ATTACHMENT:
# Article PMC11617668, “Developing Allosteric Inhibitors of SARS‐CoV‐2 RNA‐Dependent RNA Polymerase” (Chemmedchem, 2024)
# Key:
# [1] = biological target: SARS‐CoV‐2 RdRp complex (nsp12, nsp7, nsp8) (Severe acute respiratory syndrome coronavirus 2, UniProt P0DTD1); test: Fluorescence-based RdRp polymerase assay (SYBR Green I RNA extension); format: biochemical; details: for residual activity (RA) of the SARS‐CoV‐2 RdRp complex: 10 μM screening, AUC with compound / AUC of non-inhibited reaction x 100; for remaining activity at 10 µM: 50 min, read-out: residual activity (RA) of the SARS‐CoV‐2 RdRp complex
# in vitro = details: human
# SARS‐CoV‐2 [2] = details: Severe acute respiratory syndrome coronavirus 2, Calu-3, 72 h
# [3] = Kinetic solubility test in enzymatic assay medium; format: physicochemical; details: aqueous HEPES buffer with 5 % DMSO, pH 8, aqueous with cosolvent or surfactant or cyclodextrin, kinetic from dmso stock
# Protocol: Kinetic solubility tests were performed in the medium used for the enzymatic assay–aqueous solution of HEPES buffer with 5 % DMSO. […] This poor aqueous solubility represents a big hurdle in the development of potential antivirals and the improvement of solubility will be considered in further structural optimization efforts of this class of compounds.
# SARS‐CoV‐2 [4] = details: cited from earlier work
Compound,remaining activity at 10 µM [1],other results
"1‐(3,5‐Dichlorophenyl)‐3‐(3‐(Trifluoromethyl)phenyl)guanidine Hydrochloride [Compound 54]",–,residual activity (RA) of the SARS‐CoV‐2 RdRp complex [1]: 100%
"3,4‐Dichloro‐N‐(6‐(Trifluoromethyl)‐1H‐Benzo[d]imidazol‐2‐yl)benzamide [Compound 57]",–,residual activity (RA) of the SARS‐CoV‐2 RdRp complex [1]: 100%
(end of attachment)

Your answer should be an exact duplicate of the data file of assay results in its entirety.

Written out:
# Article PMC11617668, “Developing Allosteric Inhibitors of SARS‐CoV‐2 RNA‐Dependent RNA Polymerase” (Chemmedchem, 2024)
# Key:
# [1] = biological target: SARS‐CoV‐2 RdRp complex (nsp12, nsp7, nsp8) (Severe acute respiratory syndrome coronavirus 2, UniProt P0DTD1); test: Fluorescence-based RdRp polymerase assay (SYBR Green I RNA extension); format: biochemical; details: for residual activity (RA) of the SARS‐CoV‐2 RdRp complex: 10 μM screening, AUC with compound / AUC of non-inhibited reaction x 100; for remaining activity at 10 µM: 50 min, read-out: residual activity (RA) of the SARS‐CoV‐2 RdRp complex
# in vitro = details: human
# SARS‐CoV‐2 [2] = details: Severe acute respiratory syndrome coronavirus 2, Calu-3, 72 h
# [3] = Kinetic solubility test in enzymatic assay medium; format: physicochemical; details: aqueous HEPES buffer with 5 % DMSO, pH 8, aqueous with cosolvent or surfactant or cyclodextrin, kinetic from dmso stock
# Protocol: Kinetic solubility tests were performed in the medium used for the enzymatic assay–aqueous solution of HEPES buffer with 5 % DMSO. […] This poor aqueous solubility represents a big hurdle in the development of potential antivirals and the improvement of solubility will be considered in further structural optimization efforts of this class of compounds.
# SARS‐CoV‐2 [4] = details: cited from earlier work
Compound,remaining activity at 10 µM [1],other results
"1‐(3,5‐Dichlorophenyl)‐3‐(3‐(Trifluoromethyl)phenyl)guanidine Hydrochloride [Compound 54]",–,residual activity (RA) of the SARS‐CoV‐2 RdRp complex [1]: 100%
"3,4‐Dichloro‐N‐(6‐(Trifluoromethyl)‐1H‐Benzo[d]imidazol‐2‐yl)benzamide [Compound 57]",–,residual activity (RA) of the SARS‐CoV‐2 RdRp complex [1]: 100%